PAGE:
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Rays best-ever series, Part IV: First Base

We move on in our series deciding the best-ever season from a Rays first baseman

Baltimore Orioles v Tampa Bay Rays Photo by Cliff McBride/Getty Images

We continue our search for the best Rays season from each spot around the diamond with a stop at first base today.

First, let’s check in on who the winners were at each previous position, as voters on by you, the readers of DRB: Starting Pitcher - 2012 David Price (70 percent of the vote); Relief Pitcher - 2012 Fernando Rodney (86 percent); Catcher - 2008 Dioner Navarro (39 percent). Not a bad squad so far, let’s add to it.

When the options for Rays best-ever season from a catcher, the options were diverse, but not really that great. At first base, it’s somewhat dissimilar. There are some crazy strong options, and one player had three seasons that could have appeared here as candidates. That seemed boring, but even as is, he is here twice, and one season of his is a heavy favorite.

Best seasons from Rays first basemen

Fred McGriff 1999 144 75 32 104 0.310 0.405 0.552 140 -16.3 3.6 4.0
Travis Lee 2003 145 75 19 70 0.275 0.348 0.459 112 6.2 3.4 3.6
Carlos Peña 2007 148 99 46 121 0.282 0.411 0.627 167 -12.8 5.9 7.2
Carlos Peña 2008 139 76 31 102 0.247 0.377 0.494 132 -5.5 3.8 5.1
Logan Morrison 2017 149 75 38 85 0.246 0.353 0.516 130 -9.9 3.3 3.6

Yeah, one pretty strong leader right there.

With 2007 Carlos Peña being the heavy favorite, let’s go one-by-one through the other candidates and figure out what your mentality would have to be to go against the odds-on favorite.

1999 Fred McGriff

This would be the sentimentalist pick. The Crime Dog came to Tampa Bay as a 34-year veteran for the team’s inaugural 1998 season and had a solid season, slashing .284/.371/.443 for an OPS+ of 111, easily the top figure in the fledgling Rays lineup.

His best season with the Rays came in 1999, when, as a now-35-year-old, he put up his best statistical season since the strike-shortened 1994 season, and you have to go two years back before that to top 1999 in terms of his best output in a full, 162-game season. McGriff, one of the most lovable Rays of all time, went yard 32 times (five off his career-high), drove in 104 runs (three off his career-high), and his 4.0 rWAR are the best-ever for a Rays first baseman not named Carlos Peña. Of course, the issue is Carlos Peña does indeed exist, and you have to be relying heavily on sentimentality to go with The Crime Dog over Peña.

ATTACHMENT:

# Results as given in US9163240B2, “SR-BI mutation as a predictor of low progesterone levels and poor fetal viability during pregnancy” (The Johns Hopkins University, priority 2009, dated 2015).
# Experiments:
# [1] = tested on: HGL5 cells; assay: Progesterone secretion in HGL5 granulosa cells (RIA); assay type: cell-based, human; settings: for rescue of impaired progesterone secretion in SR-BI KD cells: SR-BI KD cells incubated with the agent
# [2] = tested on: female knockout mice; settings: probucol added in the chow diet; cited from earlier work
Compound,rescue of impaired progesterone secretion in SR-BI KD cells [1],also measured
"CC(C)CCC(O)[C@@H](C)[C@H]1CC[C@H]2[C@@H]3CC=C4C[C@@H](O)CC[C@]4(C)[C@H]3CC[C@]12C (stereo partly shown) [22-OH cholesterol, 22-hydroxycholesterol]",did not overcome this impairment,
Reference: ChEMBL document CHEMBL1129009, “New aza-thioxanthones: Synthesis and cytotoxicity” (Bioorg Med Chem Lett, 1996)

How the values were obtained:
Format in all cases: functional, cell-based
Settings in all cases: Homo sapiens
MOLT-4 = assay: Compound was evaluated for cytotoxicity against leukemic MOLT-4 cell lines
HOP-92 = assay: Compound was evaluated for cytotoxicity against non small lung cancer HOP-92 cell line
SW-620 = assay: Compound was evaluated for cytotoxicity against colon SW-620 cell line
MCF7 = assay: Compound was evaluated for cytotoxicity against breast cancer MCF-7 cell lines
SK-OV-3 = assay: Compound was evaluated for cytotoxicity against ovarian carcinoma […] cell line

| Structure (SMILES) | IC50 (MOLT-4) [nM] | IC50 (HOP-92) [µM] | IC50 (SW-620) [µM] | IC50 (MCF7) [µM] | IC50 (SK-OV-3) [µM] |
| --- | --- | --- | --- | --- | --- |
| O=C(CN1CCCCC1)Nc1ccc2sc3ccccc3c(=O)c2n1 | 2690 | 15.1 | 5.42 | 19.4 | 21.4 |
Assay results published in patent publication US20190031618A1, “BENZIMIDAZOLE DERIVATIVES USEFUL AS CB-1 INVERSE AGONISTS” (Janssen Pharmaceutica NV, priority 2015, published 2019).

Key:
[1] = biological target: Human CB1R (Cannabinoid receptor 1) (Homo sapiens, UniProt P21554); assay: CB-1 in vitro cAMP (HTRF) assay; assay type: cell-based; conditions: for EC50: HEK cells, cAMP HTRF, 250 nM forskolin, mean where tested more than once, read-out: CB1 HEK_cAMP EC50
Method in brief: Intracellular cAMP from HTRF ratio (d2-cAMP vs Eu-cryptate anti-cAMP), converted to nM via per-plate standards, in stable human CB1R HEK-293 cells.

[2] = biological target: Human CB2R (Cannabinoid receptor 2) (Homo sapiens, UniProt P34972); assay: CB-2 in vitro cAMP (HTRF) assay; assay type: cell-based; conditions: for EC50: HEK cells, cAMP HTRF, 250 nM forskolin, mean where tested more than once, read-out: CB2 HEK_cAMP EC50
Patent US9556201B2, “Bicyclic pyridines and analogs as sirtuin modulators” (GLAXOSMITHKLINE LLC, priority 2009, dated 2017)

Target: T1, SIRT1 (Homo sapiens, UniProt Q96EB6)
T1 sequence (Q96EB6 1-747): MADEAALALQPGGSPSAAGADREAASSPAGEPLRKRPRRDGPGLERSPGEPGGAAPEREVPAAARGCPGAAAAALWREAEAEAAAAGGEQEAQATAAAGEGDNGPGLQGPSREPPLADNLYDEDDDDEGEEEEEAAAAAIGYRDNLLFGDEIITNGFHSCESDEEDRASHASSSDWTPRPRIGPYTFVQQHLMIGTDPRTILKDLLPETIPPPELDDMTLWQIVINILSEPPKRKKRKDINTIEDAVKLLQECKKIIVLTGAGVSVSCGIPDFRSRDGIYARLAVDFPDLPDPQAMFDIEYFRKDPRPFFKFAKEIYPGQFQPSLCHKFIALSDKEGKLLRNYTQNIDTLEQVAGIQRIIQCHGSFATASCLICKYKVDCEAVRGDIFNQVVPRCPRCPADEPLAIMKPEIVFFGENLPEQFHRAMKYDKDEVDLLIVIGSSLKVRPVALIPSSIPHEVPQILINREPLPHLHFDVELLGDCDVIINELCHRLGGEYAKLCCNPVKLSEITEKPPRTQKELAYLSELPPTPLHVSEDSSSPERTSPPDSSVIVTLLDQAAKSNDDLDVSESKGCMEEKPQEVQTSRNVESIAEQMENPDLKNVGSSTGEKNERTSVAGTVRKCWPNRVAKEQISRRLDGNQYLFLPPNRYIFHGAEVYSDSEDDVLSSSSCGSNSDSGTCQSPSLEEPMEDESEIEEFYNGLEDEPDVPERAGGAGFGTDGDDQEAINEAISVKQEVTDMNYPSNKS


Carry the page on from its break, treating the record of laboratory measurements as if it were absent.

2003 Travis Lee

The case here is pretty straight-forward. In the catcher edition of this series, I made the case for 2012 Jose Molina because I believed defense the most important portion of a catcher’s contribution to his team. If you, for some very strange reason, feel the same way about first base, Lee is your guy. Lee is the only one of these five to post positive metrics in both versions of WAR listed above, and he arguably could have won the Gold Glove that season (John Olerud was still a solid choice, though).

However, there’s a reason teams (both MLB and beer-league softball) stick their most lumbering and plus-sized players at first base. There really isn’t all that much a first baseman can do to impact the game from the defensive side of things. Plus, it’s not as if Peña was a dreadful first baseman. The 2007 season wasn’t his sharpest defensive year (hold that thought), but he was never brutal out there. Baseball-reference WAR has Peña as quite literally twice as valuable in 2007 as Lee was in 2003. Unless you’re wayyyyy against what the current defensive first base metrics say, that’s a big difference to swallow.

2008 Carlos Peña

Actually that meme isn’t quite appropriate. It should be the Tobey Maguire version of Spiderman (2007 Peña) pointing at the Tom Holland version of Spiderman.

The 2008 Peña’s case comes to something similar to Lee. Peña won the Gold Glove in 2008 and was a better defensive player by every metric available. If you think that’s enough to make up for the 35-point difference in wRC+, well, do your thing.

2017 Logan Morrison

If the Rays best-ever first base options were to be compared to the excellent 2017 Oscars Best Actress race, Morrison would be Isabelle Huppert. Solid, but no comparison to the rest. (Peña is Meryl Streep.)

His biggest contribution was his 38 home runs, and they don’t even really come that close to Peña’s 46 in 2007. As they say, “It’s an honor to even be nominated amongst such great company.”

My vote is certainly going for 2007 Peña, and I assume most of you will agree, but the catcher result quite surprised me, so I’m excited for another potential upset. Get out the vote!


Which season from a first baseman was the best in Rays history?

This poll is closed

  • 1%
    1999 Fred McGriff
    (1 vote)
  • 1%
    2003 Travis Lee
    (1 vote)
  • 85%
    2007 Carlos Peña
    (78 votes)
  • 9%
    2008 Carlos Peña
    (9 votes)
  • 2%
    2017 Logan Morrison
    (2 votes)
91 votes total Vote Now